Engineer Earning Big in Bee Farming After Quitting High End Job

Engineer Earning Big in Bee Farming After Quitting High End Job
Engineer Earning Big in Bee Farming After Quitting High End Job

Africa-PressKenya. Stephen Kaboyo, a trained engineer, ditched his promising career to venture into bee farming.

Kaboyo graduated with a structural engineering degree from Moi University and immediately secured a job at a local firm – David Engineering. It was during his fieldwork and interaction with farmers that he developed a passion for farming.

he revealed that began with avocado growing before an unusual occurrence in his firm sparked interest in beekeeping.

“One morning, while in my avocado farm, I noticed that a swarm of bees had built a hive on one of the avocado trees. This was the on-set of my bee-keeping endeavour,” Kaboyo intimated.

The youthful farmer also mentioned that he went through training in bee-keeping, a process that would be essential in turning his passion into an income generating venture.

In 2015, he founded Bellafam Africa, a company that does value addition to honey. Other than honey and bee wax, he saw opportunity in propolis, honey combs and bee venom.

Kaboyo admitted to having a slow start at the beginning owing to financial constrains to fully invest in his business. Today, he has 14 employees

His company produces chai-dawa, a mixture of honey and other natural ingredients. He makes body ointments from propolis. Propolis is also good for people with ulcers.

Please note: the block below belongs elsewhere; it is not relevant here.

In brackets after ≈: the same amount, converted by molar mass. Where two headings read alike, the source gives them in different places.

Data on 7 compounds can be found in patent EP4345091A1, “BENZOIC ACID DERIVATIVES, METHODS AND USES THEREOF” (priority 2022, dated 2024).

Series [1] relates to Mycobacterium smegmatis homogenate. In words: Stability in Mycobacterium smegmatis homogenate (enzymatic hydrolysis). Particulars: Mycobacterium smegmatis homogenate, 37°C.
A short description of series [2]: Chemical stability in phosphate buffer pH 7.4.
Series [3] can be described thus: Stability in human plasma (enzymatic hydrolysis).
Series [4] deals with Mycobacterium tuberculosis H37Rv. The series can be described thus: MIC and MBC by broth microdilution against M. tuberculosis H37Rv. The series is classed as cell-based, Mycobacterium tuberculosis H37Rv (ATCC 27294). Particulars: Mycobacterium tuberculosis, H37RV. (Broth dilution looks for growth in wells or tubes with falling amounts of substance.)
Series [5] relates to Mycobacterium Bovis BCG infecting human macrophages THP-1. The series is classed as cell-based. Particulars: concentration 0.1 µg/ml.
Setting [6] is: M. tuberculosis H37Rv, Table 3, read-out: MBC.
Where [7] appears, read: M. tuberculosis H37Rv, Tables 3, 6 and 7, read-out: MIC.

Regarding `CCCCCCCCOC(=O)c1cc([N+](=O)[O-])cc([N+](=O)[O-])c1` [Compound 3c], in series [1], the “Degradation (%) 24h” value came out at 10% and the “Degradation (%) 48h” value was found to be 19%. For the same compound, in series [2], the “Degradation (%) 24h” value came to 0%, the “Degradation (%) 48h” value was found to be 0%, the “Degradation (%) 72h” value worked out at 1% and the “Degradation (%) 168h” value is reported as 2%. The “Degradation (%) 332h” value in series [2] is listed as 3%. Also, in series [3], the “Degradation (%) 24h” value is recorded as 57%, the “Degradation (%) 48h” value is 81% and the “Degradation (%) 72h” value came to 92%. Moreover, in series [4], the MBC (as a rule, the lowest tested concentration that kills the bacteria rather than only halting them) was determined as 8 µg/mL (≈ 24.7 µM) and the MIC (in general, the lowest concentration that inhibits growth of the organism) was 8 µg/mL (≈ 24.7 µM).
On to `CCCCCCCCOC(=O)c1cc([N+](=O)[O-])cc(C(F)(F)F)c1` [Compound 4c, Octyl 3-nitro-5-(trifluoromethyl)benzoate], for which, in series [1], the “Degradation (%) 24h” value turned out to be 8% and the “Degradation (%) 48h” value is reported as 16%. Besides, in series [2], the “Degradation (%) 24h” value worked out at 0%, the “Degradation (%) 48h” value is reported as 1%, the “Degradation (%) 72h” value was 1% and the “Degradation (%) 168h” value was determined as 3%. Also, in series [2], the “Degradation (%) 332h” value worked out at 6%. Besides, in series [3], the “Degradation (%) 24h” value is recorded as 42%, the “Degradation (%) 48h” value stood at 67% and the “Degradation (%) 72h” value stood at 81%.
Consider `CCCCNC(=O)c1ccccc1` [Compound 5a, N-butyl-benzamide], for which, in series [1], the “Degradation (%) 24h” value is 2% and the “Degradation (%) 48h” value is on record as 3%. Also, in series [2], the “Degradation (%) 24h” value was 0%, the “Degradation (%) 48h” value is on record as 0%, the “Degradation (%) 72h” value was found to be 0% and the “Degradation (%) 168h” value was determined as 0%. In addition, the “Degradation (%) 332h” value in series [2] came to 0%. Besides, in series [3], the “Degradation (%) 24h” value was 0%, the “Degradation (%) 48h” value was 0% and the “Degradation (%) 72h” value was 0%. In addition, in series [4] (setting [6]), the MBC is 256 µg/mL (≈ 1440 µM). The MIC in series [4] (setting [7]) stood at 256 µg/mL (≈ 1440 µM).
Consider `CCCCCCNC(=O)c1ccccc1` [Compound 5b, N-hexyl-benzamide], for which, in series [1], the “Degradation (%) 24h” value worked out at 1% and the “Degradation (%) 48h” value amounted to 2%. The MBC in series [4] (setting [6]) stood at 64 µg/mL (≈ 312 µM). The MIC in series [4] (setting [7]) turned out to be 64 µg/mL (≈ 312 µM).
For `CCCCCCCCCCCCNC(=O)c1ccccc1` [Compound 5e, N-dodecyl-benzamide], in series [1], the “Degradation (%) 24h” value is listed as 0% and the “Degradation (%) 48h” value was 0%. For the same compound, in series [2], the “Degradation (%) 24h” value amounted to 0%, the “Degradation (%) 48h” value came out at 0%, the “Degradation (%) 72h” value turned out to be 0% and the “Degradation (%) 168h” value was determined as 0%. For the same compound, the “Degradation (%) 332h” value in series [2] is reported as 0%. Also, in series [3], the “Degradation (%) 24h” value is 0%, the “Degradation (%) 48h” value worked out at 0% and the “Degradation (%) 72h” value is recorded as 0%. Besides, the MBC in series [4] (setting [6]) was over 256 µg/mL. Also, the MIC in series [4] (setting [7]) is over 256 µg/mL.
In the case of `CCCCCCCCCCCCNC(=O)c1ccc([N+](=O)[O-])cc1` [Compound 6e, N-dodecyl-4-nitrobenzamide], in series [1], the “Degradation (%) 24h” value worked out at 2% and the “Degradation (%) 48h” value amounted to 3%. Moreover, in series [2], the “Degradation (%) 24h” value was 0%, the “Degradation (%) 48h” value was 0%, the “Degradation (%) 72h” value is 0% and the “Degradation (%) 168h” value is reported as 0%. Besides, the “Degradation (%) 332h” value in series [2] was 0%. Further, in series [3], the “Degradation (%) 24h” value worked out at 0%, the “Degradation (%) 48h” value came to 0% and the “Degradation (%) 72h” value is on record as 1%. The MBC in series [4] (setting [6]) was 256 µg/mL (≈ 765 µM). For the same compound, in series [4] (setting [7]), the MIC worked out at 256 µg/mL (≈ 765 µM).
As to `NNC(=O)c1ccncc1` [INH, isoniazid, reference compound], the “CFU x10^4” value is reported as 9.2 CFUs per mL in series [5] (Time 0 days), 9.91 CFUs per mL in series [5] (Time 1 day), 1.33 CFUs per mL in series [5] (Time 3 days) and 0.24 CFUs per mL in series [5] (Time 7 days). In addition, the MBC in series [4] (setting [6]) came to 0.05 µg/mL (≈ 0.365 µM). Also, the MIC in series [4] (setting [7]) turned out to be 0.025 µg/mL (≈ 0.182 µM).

His company processes soap, skin jelly, wood polish and candles from bee wax. The candles, he claimed, are friendly to asthmatic people.

He sells honey at Ksh600 a kilo while a kilo of processed bee wax goes for Ksh1000.He also designs Langstroth and Kenya Top Bar apiaries which retail at Ksh6,000 and Ksh5,000 respectively.

In addition, his company offers bee evacuation services ranging from Ksh5,000 to Ksh10,000. In addition, Bellafam also makes bee suits and leather gloves, selling each set for Ksh5,000

The business has since picked up and although he did not reveal figures on is earnings, he admits that he does not regret making the switch from his career.

“It was tough at first, but I do not regret making the switch,” he intimated to this writer.

The trained engineer, however, noted that his business, like any any other, has its challenges. There is a low yield due to the low bee population brought about by excessive use of pesticides.

In addition, he raised concern about the new regulations in the proposed Livestock Bill, stating that it would lead to increase in the cost of production.


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